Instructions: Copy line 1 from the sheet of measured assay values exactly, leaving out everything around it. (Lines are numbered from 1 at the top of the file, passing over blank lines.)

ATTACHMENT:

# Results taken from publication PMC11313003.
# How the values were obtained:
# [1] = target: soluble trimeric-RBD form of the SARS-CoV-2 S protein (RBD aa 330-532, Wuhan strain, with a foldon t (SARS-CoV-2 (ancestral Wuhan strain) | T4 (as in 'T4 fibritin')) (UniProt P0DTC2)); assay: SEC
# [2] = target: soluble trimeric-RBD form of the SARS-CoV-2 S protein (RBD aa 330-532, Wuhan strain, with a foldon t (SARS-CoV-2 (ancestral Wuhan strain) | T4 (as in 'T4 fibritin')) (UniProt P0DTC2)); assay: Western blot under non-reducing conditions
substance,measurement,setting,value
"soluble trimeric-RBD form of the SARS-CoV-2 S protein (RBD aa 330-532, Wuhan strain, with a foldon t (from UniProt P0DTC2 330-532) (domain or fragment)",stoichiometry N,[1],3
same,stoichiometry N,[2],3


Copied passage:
# Results taken from publication PMC11313003.